It will be four years ago this month that I ended a relationship of four years.
Here are the four most important things I learnt:
- Rip off the Band-Aid – if you’re thinking of breaking up with someone it’s the right thing to do, so do it, and quickly.
I don’t like to think that I regret being in the relationship I was in, but I do know that I thought about breaking up with him after two years and very seriously after three years. So why did it take four? Because I loved him and I wanted it to miraculously work out. I wanted to not want to break up with him. But in the end I was so anxious and annoyed every day that I had to do something. I psyched myself up (literally) by speaking to a clairvoyant tarot card reader. She told me I was standing alongside a gushing river, unsure whether to jump in or stand on the bank and watch it flow by me. So I jumped in. Well, first I dipped my toe in and moved out for a couple of weeks….then I escaped with my family on holiday to think about it some more…then I came back and told him what my decision was and we debriefed our four year relationship over a bottle of whiskey. I wish I hadn’t protracted things for so long. I wish I’d ripped off the band-aid sooner and suffered the pain. The sooner you make the decision, the quicker you’ll know whether it was the right one or not. If it was the wrong decision you’ll end up together again. If it was right, you can both start your quest to alternate happiness.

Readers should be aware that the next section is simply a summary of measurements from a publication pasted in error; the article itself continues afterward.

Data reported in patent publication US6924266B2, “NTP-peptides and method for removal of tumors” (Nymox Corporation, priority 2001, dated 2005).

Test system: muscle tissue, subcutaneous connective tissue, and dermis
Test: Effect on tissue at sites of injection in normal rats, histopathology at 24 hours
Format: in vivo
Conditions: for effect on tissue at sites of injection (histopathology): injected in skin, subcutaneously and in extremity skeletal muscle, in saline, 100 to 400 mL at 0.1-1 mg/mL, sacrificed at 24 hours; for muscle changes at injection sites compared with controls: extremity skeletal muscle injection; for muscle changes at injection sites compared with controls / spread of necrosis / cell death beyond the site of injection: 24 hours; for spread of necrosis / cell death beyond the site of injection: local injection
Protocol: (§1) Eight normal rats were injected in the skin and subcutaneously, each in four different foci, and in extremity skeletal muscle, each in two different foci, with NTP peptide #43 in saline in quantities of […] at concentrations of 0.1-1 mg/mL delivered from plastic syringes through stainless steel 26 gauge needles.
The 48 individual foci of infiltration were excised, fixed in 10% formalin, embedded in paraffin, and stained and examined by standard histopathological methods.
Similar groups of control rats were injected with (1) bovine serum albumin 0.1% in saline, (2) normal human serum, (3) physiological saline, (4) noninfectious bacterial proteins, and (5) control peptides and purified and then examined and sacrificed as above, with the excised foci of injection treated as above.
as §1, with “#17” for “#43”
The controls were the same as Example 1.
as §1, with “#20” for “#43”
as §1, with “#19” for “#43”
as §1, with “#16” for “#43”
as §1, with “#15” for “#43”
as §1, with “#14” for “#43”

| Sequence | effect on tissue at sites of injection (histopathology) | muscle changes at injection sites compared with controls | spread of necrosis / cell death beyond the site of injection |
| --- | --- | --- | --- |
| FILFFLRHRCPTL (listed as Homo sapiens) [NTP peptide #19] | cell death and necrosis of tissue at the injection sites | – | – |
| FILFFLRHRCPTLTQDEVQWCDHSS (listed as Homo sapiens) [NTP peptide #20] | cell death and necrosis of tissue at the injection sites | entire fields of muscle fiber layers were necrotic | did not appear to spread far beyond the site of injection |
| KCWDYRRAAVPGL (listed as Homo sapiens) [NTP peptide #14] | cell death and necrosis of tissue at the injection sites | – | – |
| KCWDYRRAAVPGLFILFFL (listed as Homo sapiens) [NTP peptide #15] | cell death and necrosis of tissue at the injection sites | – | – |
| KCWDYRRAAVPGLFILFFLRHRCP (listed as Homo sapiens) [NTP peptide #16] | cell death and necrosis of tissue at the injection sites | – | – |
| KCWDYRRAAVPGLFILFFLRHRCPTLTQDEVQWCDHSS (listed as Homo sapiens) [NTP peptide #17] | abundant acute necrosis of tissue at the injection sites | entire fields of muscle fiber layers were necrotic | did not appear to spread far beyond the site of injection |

- Find a friend with a sofa bed – while you might be starting your quest to future happiness, you will probably be doing it from a mate’s living room floor.
When I left my ex, I was homeless and displaced. I moved from friend to friend for about 10 weeks, before finding a new home of my own. Splitting a relationship in two brings practical challenges, like cutting financial ties and deciding ownership of shared things. If you’re the one who moved out, this can is a good excuse to revisit the place you lived together. Nobody understands what you are going through quite like the person whose heart you’ve just broke, so it feels good to seek solace in each other. Don’t! Gather your belongings and get out of there. Every trip I made back to our shared home left me an emotional wreck and my friends soon forbade it. I needed this stern advice and living with them after living with a man was also fun. We stayed up talking girl talk and planning our futures, we dressed up, we went out, I practiced flirting. It’s hard to be sad when you’re around people you love so I surrounded myself with them all the time by squatting with a new friend every week for 6 weeks. They fed me and dried my tears. I also cried less than I would’ve liked because, let’s face it, nobody wants to deal with a blubbering mess and didn’t want to burden them with my emotional needs. Surrounding myself with normal life was the quickest way back to my own normal.
- Fall in love with yourself again – when your relationship ends you will be left with only yourself so you better get to know who that is and what they like.